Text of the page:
The Mecklenburg County Planning Commission voted unanimously to deny the construction on the proposed “7 Bridges Solar Project” in a Sept. 30 meeting.

Matt Thornton with Longroad Energy, Deron Lawrence, Senior Director, Natural Resources Permitting & Policy at Longroad Energy, and Jim Orrell with Stantec Consulting presented the Mecklenburg County Planning Commission with their comprehensive plan for an industrial sized solar project in the Chase City area.

“We have worked really hard to be consistent with your values and for this project to be out of sight, out of mind. We have studied this thing to death. We, with Stantec, have done wetland studies, cultural studies, geotechnical; over half million dollars spent to make sure that this is a good site for solar,” said Lawrence.  

Studies and preparations for the project began in 2017 and have continued through this year with many community members and environmentalist opposing the proposal. 

Thornton said there are four major themes to the project; it is in a well-sited area, community input has been considered, it would be great for the local economy, and the commitment to project construction. 

According to the Longroad representatives the project will not be visible to passers by and will bring over 200 jobs equally $8-10 million in labor income to the county. “The project is expected to spend $20-$30 million directly with local vendors/contractors during construction and $7 million in new tax revenue for the county while not requiring county services.”

Thornton, Lawrence, and Orrell asked the Planning Commission to approve the “7 Bridges Project” saying that project is in full compliance with the Mecklenburg County Solar Ordinance. 

When asked about the wildlife in the area surrounding the solar projects, Longroad said that they plan to have wildlife corridors that will allow wildlife to migrate through the solar farm unimpeded. There will not be a fence around the entire property. Each solar block will be fenced in allowing wildlife to roam freely between them on the property.

Commissioner David Brankley said that the goal was to make sure that all of these solar projects were spread out and not all piled in one location. “There are already three in my area and now this is four and I know of another one in the making in my district. Being on the Board of Supervisors I get all the calls when something goes wrong. The two that have been built haven’t been good for anybody. I would think that Robert [Hendrick] has been getting phone calls too and I know he has had to close down Bluestone several times. I get phone calls about mud coming in the road, and I know you all elaborated on that.” He continued, “The three that we have had in the county made all of the promises too and said that they would do everything that they are supposed to. They wanted me to come out and look at the buffer and I’ve probably got more trees in my yard than they have on the whole side of the Grasshopper project.”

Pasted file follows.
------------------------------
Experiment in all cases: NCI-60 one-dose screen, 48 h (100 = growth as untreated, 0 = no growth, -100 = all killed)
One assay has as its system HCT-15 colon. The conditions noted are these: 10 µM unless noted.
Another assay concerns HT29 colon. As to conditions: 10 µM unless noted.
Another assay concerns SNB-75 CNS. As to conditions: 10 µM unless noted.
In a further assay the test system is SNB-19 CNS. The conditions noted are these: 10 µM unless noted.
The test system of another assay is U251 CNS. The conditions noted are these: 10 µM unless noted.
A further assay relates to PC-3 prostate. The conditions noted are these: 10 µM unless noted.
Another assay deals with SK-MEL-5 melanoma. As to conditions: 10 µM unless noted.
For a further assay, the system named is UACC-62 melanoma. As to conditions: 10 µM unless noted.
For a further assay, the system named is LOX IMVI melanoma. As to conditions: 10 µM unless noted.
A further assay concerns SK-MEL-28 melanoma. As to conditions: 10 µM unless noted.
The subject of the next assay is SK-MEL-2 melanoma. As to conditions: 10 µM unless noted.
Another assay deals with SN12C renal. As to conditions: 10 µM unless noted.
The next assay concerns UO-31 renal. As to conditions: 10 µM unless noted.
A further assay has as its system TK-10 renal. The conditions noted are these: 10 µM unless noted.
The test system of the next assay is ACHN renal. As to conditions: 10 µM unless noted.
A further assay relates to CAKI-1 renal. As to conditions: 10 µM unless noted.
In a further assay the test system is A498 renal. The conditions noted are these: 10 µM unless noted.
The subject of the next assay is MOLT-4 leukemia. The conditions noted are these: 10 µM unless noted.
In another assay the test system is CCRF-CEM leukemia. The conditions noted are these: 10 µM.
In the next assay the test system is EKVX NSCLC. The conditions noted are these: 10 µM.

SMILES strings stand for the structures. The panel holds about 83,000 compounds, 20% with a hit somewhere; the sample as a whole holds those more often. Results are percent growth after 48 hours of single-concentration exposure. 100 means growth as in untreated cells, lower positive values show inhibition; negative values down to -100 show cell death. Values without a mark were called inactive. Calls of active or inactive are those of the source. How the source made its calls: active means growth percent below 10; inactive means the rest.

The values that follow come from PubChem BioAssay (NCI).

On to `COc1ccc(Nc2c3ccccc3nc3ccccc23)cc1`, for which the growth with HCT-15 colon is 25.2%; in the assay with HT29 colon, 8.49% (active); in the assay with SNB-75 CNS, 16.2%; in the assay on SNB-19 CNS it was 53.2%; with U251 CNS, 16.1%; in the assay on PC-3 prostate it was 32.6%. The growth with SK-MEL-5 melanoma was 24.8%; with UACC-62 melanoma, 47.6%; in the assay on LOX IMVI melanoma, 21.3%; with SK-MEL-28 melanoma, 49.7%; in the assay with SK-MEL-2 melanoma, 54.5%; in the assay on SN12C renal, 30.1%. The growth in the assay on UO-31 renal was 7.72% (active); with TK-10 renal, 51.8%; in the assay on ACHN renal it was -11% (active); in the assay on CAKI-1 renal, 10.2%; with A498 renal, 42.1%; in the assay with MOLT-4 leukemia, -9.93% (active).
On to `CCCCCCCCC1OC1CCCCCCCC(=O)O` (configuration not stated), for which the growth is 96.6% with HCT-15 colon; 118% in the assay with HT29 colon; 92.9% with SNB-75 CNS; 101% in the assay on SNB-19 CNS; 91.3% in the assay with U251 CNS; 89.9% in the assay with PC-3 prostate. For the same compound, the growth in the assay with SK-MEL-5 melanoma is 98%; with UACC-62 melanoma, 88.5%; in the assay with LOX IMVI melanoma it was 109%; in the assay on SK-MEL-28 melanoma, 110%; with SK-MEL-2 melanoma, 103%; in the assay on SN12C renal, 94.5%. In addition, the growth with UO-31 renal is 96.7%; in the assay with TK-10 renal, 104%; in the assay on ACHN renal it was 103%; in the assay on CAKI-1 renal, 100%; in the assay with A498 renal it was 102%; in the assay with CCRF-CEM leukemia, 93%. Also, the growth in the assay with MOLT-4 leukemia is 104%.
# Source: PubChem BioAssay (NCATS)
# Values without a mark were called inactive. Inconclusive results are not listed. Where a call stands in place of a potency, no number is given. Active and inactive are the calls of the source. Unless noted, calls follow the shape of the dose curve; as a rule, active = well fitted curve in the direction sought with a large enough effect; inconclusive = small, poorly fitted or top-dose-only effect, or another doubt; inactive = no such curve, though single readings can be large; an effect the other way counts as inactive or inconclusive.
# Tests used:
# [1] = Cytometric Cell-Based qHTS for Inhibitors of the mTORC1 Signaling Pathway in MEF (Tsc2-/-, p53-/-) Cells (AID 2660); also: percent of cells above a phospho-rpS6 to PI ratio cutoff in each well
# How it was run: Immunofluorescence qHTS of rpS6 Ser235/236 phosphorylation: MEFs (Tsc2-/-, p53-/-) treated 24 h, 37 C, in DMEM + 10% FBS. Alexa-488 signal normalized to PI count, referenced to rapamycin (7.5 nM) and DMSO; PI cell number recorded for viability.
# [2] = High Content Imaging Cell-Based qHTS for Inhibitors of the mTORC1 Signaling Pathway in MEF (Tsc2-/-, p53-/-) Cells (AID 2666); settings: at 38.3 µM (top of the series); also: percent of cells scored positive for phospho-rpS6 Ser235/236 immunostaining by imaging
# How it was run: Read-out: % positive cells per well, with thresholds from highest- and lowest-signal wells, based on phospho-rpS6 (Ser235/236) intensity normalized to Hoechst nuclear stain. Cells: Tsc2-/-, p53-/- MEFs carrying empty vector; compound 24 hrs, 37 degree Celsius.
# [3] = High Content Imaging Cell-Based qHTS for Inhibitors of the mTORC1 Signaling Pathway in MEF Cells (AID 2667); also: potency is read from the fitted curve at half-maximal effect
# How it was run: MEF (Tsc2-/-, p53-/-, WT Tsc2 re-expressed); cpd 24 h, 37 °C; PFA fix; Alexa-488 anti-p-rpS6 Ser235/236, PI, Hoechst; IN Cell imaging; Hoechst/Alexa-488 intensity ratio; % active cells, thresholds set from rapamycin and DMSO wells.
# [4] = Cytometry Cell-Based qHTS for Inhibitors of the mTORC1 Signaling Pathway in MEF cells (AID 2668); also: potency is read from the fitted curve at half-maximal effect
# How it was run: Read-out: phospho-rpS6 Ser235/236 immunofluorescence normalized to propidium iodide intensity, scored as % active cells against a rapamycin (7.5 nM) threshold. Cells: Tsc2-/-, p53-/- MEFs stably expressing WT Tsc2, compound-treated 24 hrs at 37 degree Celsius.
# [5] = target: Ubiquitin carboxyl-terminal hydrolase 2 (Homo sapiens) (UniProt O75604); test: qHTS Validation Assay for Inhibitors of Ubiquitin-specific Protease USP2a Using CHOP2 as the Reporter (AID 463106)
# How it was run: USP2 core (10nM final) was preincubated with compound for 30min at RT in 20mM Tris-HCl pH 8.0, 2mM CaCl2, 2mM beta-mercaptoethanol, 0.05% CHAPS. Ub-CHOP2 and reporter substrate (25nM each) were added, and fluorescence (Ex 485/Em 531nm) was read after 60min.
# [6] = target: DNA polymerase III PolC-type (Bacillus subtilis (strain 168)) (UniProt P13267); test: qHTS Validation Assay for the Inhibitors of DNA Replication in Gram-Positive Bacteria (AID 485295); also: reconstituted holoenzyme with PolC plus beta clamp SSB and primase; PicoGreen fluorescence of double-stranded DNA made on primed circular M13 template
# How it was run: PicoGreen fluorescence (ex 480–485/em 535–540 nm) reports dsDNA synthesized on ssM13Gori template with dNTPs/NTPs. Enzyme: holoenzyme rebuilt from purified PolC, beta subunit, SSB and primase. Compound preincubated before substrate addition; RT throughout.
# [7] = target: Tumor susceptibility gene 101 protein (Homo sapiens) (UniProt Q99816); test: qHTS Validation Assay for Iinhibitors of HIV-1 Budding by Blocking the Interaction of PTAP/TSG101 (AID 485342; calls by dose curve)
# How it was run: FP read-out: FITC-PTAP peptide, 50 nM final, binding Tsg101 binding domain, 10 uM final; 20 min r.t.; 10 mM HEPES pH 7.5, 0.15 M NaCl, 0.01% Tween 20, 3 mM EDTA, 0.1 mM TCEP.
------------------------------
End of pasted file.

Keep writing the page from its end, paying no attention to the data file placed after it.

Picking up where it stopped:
Brankley said that he saw that Longroad Energy had gotten signatures and approvals from business owners in town but that he represented the people that live around the project and they were the ones that he answered to.

Matthew Thornton said that Longroad Energy was committed to honoring their commitments and work with county leaders to give them the tools to enforce certain conditions through a letter of contract.

Other concerns were raised by Commissioner Mark Warren about the companies proposing these solar projects never bringing letters of support from communities where solar projects have been successful. Thornton said that they would be happy to provide references from other projects.

It was pointed out that the Longroad proposal missed the mark on a few of the Comprehensive Plan’s guidelines causing concerns with some of the Commissioners. The plan calls for solar projects to be 500 acres; the “7 Bridges Project” is currently at 799 acres. It also states that a solar facility should not be within two miles of another facility. The proposed project is only one mile from the Grasshopper project in Chase City. 

Longroad Energy is a Boston based company focused on the development and operation of wind and solar energy projects across North America. Since its creation, the company has been successfully developing, financing, and constructing wind and solar projects, currently operating over 1600 megawatts within the projects. Longroad is an American company and using all American made equipment.